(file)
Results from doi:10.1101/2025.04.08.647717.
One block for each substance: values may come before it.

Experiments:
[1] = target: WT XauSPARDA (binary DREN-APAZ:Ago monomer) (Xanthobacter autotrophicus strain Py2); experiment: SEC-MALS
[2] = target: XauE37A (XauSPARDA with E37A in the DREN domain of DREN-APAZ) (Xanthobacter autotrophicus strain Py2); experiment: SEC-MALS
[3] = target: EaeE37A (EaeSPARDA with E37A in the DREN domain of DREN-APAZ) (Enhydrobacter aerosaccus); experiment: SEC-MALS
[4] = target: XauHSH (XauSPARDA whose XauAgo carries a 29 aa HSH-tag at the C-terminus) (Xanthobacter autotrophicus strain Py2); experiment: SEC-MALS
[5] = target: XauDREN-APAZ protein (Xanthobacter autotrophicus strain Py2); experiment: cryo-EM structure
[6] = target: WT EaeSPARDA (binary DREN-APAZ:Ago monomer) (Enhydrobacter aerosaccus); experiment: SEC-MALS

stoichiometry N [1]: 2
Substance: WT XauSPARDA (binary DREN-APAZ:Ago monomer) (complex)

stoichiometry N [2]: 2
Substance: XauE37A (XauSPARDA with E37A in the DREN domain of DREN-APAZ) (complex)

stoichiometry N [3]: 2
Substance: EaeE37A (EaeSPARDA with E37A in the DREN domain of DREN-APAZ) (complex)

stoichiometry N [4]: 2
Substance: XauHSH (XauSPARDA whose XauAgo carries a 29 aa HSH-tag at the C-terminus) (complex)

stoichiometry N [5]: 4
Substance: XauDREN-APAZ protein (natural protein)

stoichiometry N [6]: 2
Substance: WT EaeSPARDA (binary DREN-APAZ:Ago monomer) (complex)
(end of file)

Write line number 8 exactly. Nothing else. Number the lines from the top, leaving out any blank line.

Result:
[5] = target: XauDREN-APAZ protein (Xanthobacter autotrophicus strain Py2); experiment: cryo-EM structure